News from the State of Florida

Last week, the Department partnered with several local agencies and the Department of Financial Services in an undercover operation in the Manatee County area seeking unlicensed individuals who were offering or advertising to perform construction work that they did not have a proper license to perform. As a result of the operation, nine individuals advertising as handymen were issued cease and desist notices from DBPR and the cases were turned over to the local State Attorney for prosecution.

A criminal offense of unlicensed activity can result in misdemeanor or felony charges if an individual is convicted. Floridians should report any suspected unlicensed activity by emailing ULA@myfloridalicense.com or calling the Unlicensed Activity Hotline at 1-866-532-1440. Additionally, before you hire anyone to perform services that require a license, be sure to verify their professional license on our website at www.myfloridalicense.com.

Florida Homeowners’ Construction Recovery Fund Receives Additional Funding

Picture-28Pursuant to House Bill 57 (2013), the Department of Business and Professional Regulation will be permitted to transfer additional funds in the to Florida Homeowners’ Construction Recovery Fund (Recovery Fund) to pay outstanding recovery claims during the 2013-2014 fiscal year. Based on the additional funding, Governor Rick Scott and the Florida Legislature have approved an $8 million dollar annual appropriation for payment of Recovery Fund claims.

Due to the previous economic downturn in the construction industry, the Recovery Fund received insufficient funds to pay all Florida Homeowners’ Construction Recovery Fund claims in the same years that they were received. The Department is diligently working to resolve the resulting backlog of recovery fund claims and will make payments as funds become available. The Recovery Fund has a total of 589 completed claims awaiting review by the Construction Industry Licensing Board (CILB) with a total approximate value of $13,153,267.45. DBPR anticipates that the additional appropriation will permit 364 outstanding claims to be presented to the CILB for approval and payment.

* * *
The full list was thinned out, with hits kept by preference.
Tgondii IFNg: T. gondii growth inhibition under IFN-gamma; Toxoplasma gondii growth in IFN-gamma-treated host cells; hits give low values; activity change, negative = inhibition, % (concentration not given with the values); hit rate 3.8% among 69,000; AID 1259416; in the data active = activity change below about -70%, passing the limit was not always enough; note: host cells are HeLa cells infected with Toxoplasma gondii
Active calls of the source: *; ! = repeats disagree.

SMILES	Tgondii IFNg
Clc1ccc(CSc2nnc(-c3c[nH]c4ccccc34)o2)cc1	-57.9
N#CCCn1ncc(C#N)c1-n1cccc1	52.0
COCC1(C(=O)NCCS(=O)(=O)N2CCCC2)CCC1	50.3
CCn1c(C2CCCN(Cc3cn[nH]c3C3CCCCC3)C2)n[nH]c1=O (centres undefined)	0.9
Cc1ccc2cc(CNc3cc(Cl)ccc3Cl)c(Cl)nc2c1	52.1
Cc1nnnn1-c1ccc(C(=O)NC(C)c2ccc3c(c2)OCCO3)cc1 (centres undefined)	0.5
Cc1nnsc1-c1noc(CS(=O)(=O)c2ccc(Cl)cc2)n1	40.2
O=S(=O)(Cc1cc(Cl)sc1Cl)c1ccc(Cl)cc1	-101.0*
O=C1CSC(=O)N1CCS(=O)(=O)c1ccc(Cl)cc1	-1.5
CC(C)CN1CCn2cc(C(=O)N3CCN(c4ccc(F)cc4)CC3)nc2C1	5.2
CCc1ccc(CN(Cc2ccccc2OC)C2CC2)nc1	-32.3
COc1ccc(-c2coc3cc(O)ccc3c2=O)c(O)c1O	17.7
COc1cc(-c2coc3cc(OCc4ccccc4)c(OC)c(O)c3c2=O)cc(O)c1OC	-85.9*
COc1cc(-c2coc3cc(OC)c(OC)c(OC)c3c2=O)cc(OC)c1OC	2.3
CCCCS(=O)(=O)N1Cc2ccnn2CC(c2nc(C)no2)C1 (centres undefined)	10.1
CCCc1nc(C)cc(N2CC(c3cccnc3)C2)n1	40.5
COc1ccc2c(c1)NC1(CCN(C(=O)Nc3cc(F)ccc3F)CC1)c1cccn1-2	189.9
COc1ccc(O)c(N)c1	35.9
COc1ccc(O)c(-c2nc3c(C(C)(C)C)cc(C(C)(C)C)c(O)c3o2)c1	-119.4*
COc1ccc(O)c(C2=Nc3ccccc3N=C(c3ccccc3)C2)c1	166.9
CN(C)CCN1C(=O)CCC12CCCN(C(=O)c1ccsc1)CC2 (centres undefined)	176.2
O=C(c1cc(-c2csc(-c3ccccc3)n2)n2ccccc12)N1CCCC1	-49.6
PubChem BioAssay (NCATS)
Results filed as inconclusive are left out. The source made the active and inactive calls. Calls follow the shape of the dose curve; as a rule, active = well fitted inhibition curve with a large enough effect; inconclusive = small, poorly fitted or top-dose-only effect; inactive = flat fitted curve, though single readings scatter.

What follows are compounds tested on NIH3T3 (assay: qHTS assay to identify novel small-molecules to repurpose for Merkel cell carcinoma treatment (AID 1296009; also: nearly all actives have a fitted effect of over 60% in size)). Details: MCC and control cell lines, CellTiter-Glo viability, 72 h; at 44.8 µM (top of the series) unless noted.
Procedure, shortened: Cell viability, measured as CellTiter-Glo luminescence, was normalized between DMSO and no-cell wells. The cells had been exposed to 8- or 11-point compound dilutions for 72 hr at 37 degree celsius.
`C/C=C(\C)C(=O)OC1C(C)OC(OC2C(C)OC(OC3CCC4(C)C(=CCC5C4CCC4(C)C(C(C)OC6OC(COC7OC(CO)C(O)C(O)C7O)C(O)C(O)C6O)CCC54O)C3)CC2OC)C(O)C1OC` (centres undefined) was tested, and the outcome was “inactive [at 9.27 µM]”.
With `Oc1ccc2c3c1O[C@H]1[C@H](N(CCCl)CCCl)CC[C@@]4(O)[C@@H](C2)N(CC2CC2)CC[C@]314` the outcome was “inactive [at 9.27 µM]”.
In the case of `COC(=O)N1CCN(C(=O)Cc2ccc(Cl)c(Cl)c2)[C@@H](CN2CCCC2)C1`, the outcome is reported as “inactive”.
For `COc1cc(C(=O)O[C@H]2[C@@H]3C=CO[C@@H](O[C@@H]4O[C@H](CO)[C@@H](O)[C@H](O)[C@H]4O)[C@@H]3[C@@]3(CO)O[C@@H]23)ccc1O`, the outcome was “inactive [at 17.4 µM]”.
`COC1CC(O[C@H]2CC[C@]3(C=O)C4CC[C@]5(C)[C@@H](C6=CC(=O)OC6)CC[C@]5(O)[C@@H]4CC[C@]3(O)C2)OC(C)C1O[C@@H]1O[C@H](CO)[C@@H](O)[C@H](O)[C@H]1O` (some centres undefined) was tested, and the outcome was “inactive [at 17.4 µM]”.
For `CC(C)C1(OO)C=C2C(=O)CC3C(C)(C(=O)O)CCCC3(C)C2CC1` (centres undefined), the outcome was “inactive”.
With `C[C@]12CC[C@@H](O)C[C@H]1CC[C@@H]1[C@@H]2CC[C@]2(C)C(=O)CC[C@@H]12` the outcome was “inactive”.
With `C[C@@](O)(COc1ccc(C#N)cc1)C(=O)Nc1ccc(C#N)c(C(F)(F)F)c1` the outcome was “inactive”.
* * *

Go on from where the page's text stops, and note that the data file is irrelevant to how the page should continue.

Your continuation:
YA…We can pay 61% of the claims! Why?  I’m not sure but it’s GREAT!

Refusing to hire smokers

cigarettesjustice180_0The Florida Supreme Court has ruled that a public employer can legitimately refuse to hire smokers. The City of North Miami implemented a policy in 1990 that required job applicants to sign a sworn statement that they had not smoked for at least a year prior to their application for employment with the city. One job applicant challenged the policy in court after she was not hired by the city as a clerk-typist because she had refused to sign the statement. The applicant claimed that the policy violated her Florida constitutional rights by prohibiting her from smoking in the privacy of her own home. The Supreme Court held that the policy could be enforced because the applicant did not have a legitimate expectation of privacy concerning smoking given the variety of ways in which smoking is prohibited in public. The Court reasoned that the multitude of existing smoking regulations had essentially reduced an individual’s expectation of privacy on the issue of smoking when applying for a government job. The Court was not willing to expand the decision to private employment. However, to date, smokers in Florida have no statutory protection. Employers can refuse to hire applicants who smoke. Likewise, most employers, subject to a few exceptions, can ban smoking on their premises if they choose, including outdoor areas.